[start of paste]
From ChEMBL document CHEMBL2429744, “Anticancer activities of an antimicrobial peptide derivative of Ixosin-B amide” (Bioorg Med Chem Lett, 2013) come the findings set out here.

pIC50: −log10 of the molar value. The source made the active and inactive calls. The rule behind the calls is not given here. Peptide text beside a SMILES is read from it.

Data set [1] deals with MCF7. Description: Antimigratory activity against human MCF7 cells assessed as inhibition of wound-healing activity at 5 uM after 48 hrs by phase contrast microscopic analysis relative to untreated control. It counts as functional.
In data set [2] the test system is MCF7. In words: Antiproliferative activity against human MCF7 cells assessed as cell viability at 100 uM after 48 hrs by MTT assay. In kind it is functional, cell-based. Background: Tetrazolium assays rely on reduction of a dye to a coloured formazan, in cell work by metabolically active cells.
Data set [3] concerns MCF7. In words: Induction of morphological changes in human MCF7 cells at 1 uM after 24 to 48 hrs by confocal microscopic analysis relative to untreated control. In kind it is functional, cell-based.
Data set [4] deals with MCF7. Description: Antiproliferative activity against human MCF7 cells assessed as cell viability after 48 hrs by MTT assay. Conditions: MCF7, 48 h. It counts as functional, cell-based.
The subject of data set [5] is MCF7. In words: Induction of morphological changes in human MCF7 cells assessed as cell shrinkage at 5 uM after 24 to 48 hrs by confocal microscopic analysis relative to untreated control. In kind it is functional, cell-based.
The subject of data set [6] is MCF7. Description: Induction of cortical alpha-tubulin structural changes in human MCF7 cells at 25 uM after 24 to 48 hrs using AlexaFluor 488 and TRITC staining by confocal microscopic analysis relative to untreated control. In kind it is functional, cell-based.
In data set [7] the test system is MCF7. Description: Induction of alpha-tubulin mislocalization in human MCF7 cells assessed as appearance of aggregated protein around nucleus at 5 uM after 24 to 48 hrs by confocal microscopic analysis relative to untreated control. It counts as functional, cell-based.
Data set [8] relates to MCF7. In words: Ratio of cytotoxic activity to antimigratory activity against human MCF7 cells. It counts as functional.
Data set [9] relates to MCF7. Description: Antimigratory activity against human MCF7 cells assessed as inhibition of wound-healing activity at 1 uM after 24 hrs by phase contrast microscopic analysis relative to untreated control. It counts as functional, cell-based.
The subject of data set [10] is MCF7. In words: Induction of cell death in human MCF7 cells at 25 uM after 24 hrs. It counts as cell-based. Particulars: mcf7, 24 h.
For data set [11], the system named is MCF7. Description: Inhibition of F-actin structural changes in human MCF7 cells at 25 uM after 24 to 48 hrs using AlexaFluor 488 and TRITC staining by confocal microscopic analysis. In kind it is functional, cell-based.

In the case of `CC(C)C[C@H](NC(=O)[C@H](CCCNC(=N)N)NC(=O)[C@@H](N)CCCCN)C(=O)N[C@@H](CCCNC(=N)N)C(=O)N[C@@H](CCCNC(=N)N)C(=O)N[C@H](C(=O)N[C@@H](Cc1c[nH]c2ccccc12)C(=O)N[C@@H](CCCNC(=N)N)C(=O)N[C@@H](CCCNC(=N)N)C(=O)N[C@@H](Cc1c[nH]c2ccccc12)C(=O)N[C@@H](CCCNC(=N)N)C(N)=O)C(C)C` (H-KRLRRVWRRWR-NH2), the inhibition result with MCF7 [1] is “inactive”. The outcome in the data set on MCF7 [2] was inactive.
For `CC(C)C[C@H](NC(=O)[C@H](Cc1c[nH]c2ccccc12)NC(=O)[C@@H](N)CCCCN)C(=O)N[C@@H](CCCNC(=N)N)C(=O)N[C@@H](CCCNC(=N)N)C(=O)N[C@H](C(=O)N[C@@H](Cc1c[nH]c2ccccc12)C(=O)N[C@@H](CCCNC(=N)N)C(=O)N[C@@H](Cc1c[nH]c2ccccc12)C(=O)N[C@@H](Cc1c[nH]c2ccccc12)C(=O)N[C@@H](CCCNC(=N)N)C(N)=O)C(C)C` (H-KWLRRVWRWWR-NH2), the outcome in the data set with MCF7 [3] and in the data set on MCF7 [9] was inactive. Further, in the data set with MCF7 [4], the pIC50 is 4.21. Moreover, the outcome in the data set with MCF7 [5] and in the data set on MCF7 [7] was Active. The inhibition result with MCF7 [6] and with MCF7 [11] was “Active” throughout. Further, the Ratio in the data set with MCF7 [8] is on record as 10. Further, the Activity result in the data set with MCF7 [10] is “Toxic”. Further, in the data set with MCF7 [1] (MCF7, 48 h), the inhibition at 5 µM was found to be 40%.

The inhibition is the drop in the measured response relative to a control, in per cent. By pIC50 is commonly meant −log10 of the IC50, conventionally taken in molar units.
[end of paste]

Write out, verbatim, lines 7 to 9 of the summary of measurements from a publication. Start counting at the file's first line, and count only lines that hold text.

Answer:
The subject of data set [5] is MCF7. In words: Induction of morphological changes in human MCF7 cells assessed as cell shrinkage at 5 uM after 24 to 48 hrs by confocal microscopic analysis relative to untreated control. In kind it is functional, cell-based.
The subject of data set [6] is MCF7. Description: Induction of cortical alpha-tubulin structural changes in human MCF7 cells at 25 uM after 24 to 48 hrs using AlexaFluor 488 and TRITC staining by confocal microscopic analysis relative to untreated control. In kind it is functional, cell-based.
In data set [7] the test system is MCF7. Description: Induction of alpha-tubulin mislocalization in human MCF7 cells assessed as appearance of aggregated protein around nucleus at 5 uM after 24 to 48 hrs by confocal microscopic analysis relative to untreated control. It counts as functional, cell-based.